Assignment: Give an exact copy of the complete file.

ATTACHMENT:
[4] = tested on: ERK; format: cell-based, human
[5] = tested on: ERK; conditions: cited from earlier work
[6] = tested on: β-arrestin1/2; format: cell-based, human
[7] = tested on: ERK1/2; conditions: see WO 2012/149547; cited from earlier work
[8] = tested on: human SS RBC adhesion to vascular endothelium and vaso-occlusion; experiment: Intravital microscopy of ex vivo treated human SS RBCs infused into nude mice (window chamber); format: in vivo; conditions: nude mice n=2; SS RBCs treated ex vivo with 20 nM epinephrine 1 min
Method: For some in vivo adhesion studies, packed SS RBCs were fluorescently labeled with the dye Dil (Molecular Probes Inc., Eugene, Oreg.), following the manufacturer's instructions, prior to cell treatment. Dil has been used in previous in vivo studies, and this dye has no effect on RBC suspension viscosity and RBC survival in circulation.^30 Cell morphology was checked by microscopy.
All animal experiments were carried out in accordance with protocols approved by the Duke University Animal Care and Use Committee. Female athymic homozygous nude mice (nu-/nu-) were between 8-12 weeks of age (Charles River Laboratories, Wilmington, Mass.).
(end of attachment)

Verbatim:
[4] = tested on: ERK; format: cell-based, human
[5] = tested on: ERK; conditions: cited from earlier work
[6] = tested on: β-arrestin1/2; format: cell-based, human
[7] = tested on: ERK1/2; conditions: see WO 2012/149547; cited from earlier work
[8] = tested on: human SS RBC adhesion to vascular endothelium and vaso-occlusion; experiment: Intravital microscopy of ex vivo treated human SS RBCs infused into nude mice (window chamber); format: in vivo; conditions: nude mice n=2; SS RBCs treated ex vivo with 20 nM epinephrine 1 min
Method: For some in vivo adhesion studies, packed SS RBCs were fluorescently labeled with the dye Dil (Molecular Probes Inc., Eugene, Oreg.), following the manufacturer's instructions, prior to cell treatment. Dil has been used in previous in vivo studies, and this dye has no effect on RBC suspension viscosity and RBC survival in circulation.^30 Cell morphology was checked by microscopy.
All animal experiments were carried out in accordance with protocols approved by the Duke University Animal Care and Use Committee. Female athymic homozygous nude mice (nu-/nu-) were between 8-12 weeks of age (Charles River Laboratories, Wilmington, Mass.).